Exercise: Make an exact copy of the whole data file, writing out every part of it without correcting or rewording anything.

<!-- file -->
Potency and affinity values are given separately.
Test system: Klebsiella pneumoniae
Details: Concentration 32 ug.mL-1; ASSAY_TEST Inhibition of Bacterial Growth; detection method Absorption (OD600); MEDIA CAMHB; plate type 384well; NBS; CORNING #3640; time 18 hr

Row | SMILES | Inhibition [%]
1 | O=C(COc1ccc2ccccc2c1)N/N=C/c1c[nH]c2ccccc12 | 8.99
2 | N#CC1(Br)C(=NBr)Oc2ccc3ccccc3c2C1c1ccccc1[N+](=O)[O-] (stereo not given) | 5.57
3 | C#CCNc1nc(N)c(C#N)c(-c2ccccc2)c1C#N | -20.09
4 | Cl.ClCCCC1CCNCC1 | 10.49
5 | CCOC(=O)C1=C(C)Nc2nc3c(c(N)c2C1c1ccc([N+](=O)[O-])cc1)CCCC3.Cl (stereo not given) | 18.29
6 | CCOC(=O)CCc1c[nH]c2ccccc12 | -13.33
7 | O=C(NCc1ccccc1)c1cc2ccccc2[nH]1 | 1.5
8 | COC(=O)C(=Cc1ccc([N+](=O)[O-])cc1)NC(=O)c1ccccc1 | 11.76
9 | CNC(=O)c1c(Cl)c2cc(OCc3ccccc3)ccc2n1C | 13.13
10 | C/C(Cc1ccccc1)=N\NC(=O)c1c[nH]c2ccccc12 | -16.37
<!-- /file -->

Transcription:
Potency and affinity values are given separately.
Test system: Klebsiella pneumoniae
Details: Concentration 32 ug.mL-1; ASSAY_TEST Inhibition of Bacterial Growth; detection method Absorption (OD600); MEDIA CAMHB; plate type 384well; NBS; CORNING #3640; time 18 hr

Row | SMILES | Inhibition [%]
1 | O=C(COc1ccc2ccccc2c1)N/N=C/c1c[nH]c2ccccc12 | 8.99
2 | N#CC1(Br)C(=NBr)Oc2ccc3ccccc3c2C1c1ccccc1[N+](=O)[O-] (stereo not given) | 5.57
3 | C#CCNc1nc(N)c(C#N)c(-c2ccccc2)c1C#N | -20.09
4 | Cl.ClCCCC1CCNCC1 | 10.49
5 | CCOC(=O)C1=C(C)Nc2nc3c(c(N)c2C1c1ccc([N+](=O)[O-])cc1)CCCC3.Cl (stereo not given) | 18.29
6 | CCOC(=O)CCc1c[nH]c2ccccc12 | -13.33
7 | O=C(NCc1ccccc1)c1cc2ccccc2[nH]1 | 1.5
8 | COC(=O)C(=Cc1ccc([N+](=O)[O-])cc1)NC(=O)c1ccccc1 | 11.76
9 | CNC(=O)c1c(Cl)c2cc(OCc3ccccc3)ccc2n1C | 13.13
10 | C/C(Cc1ccccc1)=N\NC(=O)c1c[nH]c2ccccc12 | -16.37